Europe in grip of raging recession

PARIS: Europe's economy lurched deeper into downturn on Friday as France led a trio of countries entering recession, the eurozone shrank by a record rate, and Germany registered its worst-ever performance.

As Asia's biggest economy, Japan, faced signs of mounting deflationary pressures, the gloomy data from Europe cast a pall over recent claims that the first green shoots of recovery had been sighted.

However Europe's leading stock markets rose at the open, with analysts saying the rises reflected an expectation that the crisis was bottoming out.

France became the last of the major European Union countries to dip into recession when figures from the official statistics agency INSEE, showed French gross domestic product shrank 1.2 percent in the first quarter of 2009 after falling by 1.5 percent in the final quarter of last year.

A recession is usually defined as two quarters of negative growth.

INSEE also updated its figure for French growth in 2008, reporting that the economy had grown by only 0.3 percent last year rather than the 0.7 percent it had earlier offered as an estimate.

Meanwhile, France's neighbour and main trading partner Germany said its recession deepened in the first quarter, when the economy shrank by 3.8 percent, its strongest contraction since quarterly records began in 1970.

Germany, Europe's biggest economy and which accounts for a third of eurozone output, contracted by 3.8 percent in the first three months of the year compared to the final quarter of 2008, the statistics office said.

Official figures made equally depressing reading from other parts of central Europe, including Austria which slid into recession after its economy contracted by 2.8 percent in the first three months of the current year.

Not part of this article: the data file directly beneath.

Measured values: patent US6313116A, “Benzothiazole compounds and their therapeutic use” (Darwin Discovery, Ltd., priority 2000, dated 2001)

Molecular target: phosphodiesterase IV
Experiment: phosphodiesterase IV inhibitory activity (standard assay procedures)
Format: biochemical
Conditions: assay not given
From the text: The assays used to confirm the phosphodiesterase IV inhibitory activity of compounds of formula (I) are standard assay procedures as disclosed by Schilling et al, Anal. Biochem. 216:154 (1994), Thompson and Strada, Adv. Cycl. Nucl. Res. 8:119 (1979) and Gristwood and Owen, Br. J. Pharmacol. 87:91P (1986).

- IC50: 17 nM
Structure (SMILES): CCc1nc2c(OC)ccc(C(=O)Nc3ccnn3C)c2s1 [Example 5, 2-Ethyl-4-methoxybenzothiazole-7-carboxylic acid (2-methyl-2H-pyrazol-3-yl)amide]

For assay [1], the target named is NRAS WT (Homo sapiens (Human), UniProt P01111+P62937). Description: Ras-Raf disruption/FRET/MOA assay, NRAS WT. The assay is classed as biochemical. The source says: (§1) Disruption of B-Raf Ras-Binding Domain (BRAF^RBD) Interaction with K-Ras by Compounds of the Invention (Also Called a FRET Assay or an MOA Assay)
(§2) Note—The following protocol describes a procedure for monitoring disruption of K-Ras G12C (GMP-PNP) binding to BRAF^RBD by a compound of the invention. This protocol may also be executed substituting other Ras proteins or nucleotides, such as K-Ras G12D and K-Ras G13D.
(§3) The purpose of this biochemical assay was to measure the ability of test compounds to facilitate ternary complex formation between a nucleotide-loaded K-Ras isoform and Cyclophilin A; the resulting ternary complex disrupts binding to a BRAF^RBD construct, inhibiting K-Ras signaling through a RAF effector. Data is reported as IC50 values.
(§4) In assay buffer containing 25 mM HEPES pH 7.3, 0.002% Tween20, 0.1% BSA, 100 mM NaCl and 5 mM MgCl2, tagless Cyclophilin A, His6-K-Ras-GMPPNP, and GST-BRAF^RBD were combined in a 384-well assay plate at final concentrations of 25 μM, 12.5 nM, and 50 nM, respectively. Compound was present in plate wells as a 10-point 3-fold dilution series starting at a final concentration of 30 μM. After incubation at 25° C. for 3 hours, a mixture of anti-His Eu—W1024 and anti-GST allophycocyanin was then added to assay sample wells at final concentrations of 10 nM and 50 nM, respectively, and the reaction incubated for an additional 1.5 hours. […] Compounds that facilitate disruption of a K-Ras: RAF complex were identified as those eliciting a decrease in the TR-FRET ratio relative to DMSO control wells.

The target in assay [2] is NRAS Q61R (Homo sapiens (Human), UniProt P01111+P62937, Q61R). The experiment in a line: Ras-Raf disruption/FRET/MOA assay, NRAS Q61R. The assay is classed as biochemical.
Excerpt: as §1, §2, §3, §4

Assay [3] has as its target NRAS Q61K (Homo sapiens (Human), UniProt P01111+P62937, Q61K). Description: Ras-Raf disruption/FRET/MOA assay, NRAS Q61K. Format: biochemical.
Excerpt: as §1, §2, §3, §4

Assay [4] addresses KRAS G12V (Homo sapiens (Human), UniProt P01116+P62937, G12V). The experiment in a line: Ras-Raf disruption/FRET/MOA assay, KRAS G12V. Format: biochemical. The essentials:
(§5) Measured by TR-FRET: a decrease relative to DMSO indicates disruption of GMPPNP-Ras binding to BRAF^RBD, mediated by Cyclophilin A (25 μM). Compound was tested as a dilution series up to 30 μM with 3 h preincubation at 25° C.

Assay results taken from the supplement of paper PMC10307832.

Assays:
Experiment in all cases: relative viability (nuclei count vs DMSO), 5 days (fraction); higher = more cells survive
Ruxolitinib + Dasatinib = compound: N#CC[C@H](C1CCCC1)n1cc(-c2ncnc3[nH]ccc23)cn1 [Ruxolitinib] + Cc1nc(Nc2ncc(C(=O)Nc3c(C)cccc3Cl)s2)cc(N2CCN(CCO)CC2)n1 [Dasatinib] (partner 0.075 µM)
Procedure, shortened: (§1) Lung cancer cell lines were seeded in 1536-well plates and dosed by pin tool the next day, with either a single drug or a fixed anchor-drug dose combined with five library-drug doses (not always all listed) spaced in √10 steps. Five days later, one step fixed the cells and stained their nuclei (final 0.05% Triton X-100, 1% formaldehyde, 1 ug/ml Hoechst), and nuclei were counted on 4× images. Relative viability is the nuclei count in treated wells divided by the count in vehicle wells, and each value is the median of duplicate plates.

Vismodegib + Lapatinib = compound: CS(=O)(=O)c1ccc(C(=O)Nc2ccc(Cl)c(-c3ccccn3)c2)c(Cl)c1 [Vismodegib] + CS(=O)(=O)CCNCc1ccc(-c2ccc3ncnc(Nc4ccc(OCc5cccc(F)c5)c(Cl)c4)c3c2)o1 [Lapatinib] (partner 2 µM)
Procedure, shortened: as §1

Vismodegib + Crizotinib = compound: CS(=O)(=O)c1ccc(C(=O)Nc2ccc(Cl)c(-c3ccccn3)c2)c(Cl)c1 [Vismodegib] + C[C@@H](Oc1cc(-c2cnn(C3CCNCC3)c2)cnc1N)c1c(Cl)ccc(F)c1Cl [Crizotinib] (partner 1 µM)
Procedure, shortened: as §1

Romania also joined the recession club when its economy shrank by 2.6 percent in the first quarter while Italy, Slovakia and Hungary all recorded negative growth.

An official EU estimate showed that the 16-nation eurozone contracted a record 2.5 percent in the first quarter.

The eurozone suffered its deepest slump on records going back to 1995 in the first quarter as the economy shrank 4.6 percent over one year, according to the Eurostat data agency in a first estimate.

Despite the grim growth figures, Europe's main stock markets rose as investors looked forward to a prospective recovery, dealers said.

London's FTSE 100 index of top shares gained 0.75 percent to stand at 4,395.11 points in early trade while in Paris the CAC 40 was up 0.72 percent and Frankfurt's DAX 30 advanced 0.40 percent.

"This time around, the worst really seems to be over," said Carsten Brzeski, an analyst at ING bank.

"Looking ahead, the second quarter has the potential to surprise to the upside," boosting stock markets, he said.

Japanese share prices closed up 1.88 percent, mirroring gains on Wall Street.

The rises came despite mounting concerns that the world's number two economy may be facing a repetition of its 1990s deflationary spiral when falling prices led to weak consumer spending.

Central bank figures showed wholesale prices fell 3.8 percent in April from a year earlier, the steepest drop in 22 years.

However Finance Minister Kaoru Yosano said there were signs the recession was abating with Japan's core machinery orders falling 1.3 percent in March from the previous month, less than expected.

"I welcome some signs of easing in the economic slowdown. But we need to remain alert about overall economic conditions," he told reporters.

US Treasury Secretary Timothy Geithner said earlier this week the financial system "is starting to heal" as a response to government efforts to get more credit flowing, including moves to clean up so-called "toxic assets" that are weighing on banks' ability to lend.